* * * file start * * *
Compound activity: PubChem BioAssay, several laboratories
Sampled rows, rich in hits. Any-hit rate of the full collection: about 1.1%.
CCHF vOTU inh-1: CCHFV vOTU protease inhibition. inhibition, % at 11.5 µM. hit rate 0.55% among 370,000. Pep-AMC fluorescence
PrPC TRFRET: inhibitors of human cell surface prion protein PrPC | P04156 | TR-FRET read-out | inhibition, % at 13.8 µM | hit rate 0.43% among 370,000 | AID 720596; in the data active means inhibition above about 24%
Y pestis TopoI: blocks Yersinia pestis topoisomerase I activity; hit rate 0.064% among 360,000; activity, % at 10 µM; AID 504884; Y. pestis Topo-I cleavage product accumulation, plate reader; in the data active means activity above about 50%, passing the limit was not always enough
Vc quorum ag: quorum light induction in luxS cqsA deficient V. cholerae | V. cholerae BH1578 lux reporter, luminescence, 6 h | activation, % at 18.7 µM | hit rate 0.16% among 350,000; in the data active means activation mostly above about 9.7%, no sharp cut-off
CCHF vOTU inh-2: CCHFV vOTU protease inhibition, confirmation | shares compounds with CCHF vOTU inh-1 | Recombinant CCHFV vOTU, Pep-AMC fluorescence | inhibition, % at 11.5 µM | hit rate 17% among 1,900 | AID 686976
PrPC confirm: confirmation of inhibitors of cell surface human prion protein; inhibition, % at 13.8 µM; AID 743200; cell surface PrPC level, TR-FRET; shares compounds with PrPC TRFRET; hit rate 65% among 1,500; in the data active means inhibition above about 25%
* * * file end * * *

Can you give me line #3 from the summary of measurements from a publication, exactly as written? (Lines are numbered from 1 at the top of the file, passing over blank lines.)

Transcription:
CCHF vOTU inh-1: CCHFV vOTU protease inhibition. inhibition, % at 11.5 µM. hit rate 0.55% among 370,000. Pep-AMC fluorescence